Lilli Palmer’s personal and political status as a Jewish émigré informs her success as a stage and screen actress and later, as a novelist and painter. Like other Jewish émigrés to Britain and the United States, Palmer illustrates the creative opportunities many experienced in voluntary exile or as refugees escaping Nazi persecution. This essay focuses on Palmer’s espionage roles that plunge her into political and narrative jeopardy. Whether her characters are written into British or American productions, or whether they are subject to Nazi or Soviet terror, they occupy a liminal position that generalizes the gendered import of her roles. At the end of each of her spy films, her characters wait for the dubious promises of romance to be fulfilled; they are sacrificed for the Allied cause, reactivating the self-determining choice that first drove her to espionage. Even as Lilli Palmer’s spy thriller roles and performances developed over the course of her career, they continued to echo the cultural and political displacement she experienced.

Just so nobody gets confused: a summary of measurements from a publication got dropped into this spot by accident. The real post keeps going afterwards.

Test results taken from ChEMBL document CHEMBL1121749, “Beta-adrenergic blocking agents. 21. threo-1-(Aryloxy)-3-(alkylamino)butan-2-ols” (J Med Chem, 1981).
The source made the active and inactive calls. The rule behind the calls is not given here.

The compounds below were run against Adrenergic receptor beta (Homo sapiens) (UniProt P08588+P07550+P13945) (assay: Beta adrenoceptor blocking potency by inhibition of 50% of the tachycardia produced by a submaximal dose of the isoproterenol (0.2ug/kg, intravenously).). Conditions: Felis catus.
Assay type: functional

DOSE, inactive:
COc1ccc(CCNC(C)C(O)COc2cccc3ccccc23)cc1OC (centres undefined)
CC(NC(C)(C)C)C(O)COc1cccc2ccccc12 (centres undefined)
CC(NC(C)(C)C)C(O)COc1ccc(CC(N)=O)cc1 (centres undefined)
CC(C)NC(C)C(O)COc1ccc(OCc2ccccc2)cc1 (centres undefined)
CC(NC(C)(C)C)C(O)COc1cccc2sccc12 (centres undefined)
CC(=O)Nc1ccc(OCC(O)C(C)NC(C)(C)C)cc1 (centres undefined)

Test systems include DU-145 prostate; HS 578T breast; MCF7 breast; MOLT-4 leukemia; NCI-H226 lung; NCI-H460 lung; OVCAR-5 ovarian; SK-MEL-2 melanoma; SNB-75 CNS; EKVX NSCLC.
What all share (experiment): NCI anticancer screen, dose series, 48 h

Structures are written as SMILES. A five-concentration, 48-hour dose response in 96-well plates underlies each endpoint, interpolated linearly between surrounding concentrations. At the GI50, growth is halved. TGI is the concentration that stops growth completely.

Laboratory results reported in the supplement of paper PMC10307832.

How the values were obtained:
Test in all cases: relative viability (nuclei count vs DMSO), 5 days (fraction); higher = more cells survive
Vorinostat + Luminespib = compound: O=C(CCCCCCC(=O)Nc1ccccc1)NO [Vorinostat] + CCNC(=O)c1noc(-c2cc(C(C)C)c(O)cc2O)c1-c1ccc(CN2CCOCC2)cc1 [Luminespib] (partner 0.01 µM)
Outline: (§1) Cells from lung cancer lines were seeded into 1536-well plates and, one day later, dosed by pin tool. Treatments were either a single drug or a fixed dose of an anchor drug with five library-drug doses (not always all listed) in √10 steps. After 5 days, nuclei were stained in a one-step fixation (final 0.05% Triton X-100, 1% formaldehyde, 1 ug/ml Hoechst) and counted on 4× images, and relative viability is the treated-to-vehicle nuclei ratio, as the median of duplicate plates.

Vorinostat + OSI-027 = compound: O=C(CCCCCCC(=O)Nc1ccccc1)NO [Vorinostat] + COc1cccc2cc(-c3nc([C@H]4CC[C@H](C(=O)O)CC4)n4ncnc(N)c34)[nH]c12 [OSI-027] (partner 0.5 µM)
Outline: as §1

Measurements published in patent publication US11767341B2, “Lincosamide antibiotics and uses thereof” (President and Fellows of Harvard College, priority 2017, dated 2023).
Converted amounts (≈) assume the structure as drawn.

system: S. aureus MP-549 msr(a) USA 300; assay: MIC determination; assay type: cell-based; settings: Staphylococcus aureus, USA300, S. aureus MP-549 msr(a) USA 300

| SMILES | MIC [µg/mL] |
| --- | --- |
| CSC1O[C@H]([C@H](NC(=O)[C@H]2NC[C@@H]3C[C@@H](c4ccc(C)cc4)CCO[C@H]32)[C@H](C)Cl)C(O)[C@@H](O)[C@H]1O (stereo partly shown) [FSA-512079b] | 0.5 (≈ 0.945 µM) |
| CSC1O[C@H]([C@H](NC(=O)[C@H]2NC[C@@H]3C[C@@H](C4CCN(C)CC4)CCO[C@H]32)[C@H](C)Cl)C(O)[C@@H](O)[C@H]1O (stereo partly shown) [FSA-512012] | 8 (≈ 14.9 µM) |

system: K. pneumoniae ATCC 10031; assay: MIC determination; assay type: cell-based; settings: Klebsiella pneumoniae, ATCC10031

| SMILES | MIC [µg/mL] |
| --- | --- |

"Performing Exile as an Undercover Agent: The Spy Films of Lilli Palmer,"
Jewish Film & New Media: Vol. 9:
2, Article 3.
Available at: https://digitalcommons.wayne.edu/jewishfilm/vol9/iss2/3